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Pastors and Leadership: Spiritual vs. Organizational

In Series, Tough Questions by Antwuan Malone2 Comments

The first three parts of this Pastor series has largely been about how people should deal with their pastor.

This one is for the pastor themselves.

It’s a little weird writing a piece about pastors and leadership when I’m not a pastor myself. That fact opens my thoughts to being written off as inexperienced and naive. And yet, I press on. Because if we are to change the relationship the church has with the world, we have to examine the way we are handling God’s body. And sometimes, a voice crying out in the wilderness can help in that examination.

Today, mine is that voice.

So, let’s just get right to it. When it comes to church there are two kinds of leadership: organizational leadership and spiritual leadership.

Organizational leadership is the type we find nearly everywhere in our society. It’s just what it sounds like, leadership that facilitates and maintains the physical structure and growth of the church — be that money matters, member growth, physical church upkeep, etc… Organizational leaders are more administrative in nature, and they require a set of skills that allows an organization to walk forward without tripping over its own feet.

Many a pastor do not excel in organization leadership (though they may not need to, as we’ll see below).

Then there’s spiritual leadership. Spiritual leadership focuses on the spiritual growth of the church, both corporately and for the individual. Here, teaching and preaching plays a part, but it’s just the start. Ensuring  the church is a living organism, growing, working and serving in the world requires much more than 45 minute sermons on Sunday mornings, awesome as they may be. Spiritual leaders are tasked with not only nurturing the spiritual welfare of those in their congregations, but also with understanding the changing dynamics of the unchurched, and the many ways to reaching them.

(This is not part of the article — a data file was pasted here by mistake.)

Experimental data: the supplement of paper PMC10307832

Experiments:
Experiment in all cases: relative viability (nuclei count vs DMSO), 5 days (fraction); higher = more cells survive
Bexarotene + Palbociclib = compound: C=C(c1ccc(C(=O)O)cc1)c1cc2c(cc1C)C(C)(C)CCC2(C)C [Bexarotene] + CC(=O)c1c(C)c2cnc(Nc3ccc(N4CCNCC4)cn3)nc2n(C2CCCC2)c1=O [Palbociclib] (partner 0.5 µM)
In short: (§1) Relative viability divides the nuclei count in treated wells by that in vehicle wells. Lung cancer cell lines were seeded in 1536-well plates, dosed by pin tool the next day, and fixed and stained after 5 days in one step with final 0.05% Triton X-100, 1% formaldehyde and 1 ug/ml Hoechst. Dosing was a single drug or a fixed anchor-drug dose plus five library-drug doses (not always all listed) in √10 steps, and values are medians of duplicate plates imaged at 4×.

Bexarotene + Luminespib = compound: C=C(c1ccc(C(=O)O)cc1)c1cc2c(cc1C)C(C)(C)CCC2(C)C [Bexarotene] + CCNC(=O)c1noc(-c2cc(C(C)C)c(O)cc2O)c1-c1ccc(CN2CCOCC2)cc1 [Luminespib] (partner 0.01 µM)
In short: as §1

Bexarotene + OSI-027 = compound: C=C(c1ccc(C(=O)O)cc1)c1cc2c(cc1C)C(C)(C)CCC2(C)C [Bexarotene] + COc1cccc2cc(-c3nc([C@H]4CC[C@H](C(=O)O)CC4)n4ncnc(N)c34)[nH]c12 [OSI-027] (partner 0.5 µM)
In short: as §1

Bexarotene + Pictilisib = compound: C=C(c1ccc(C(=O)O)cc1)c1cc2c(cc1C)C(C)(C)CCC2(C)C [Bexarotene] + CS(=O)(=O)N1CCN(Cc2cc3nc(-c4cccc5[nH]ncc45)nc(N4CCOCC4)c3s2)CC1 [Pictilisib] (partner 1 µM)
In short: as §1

“The Harvest Is Plenty”

While churches require both forms of leadership, most may be putting too much focus on organizational leadership, especially in the areas of money and overall church membership. In essence, organizational leadership is designed to grow up, not out. When overemphasized and out of balance with spiritual leadership, good stewardship will be defined as profit and excess rather than service and sacrifice, and competition will ensue over existing Christians, and what programs attract them, rather than inter-church cooperation, and facing the challenge of creating relevant avenues for reaching the unchurched in the emotional, financial, and academic margins.